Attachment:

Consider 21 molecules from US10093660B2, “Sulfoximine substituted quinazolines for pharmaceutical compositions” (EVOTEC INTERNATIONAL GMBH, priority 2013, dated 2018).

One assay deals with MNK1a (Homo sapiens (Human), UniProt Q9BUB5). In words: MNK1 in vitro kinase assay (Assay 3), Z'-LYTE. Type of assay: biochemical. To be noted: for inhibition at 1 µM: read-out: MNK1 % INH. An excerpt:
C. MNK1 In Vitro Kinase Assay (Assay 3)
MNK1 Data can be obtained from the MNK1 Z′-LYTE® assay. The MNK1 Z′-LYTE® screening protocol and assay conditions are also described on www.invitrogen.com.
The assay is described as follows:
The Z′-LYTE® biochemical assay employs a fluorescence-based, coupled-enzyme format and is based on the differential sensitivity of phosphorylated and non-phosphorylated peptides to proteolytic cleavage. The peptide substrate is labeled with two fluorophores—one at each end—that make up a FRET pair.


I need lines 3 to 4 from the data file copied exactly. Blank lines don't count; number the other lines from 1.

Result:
C. MNK1 In Vitro Kinase Assay (Assay 3)
MNK1 Data can be obtained from the MNK1 Z′-LYTE® assay. The MNK1 Z′-LYTE® screening protocol and assay conditions are also described on www.invitrogen.com.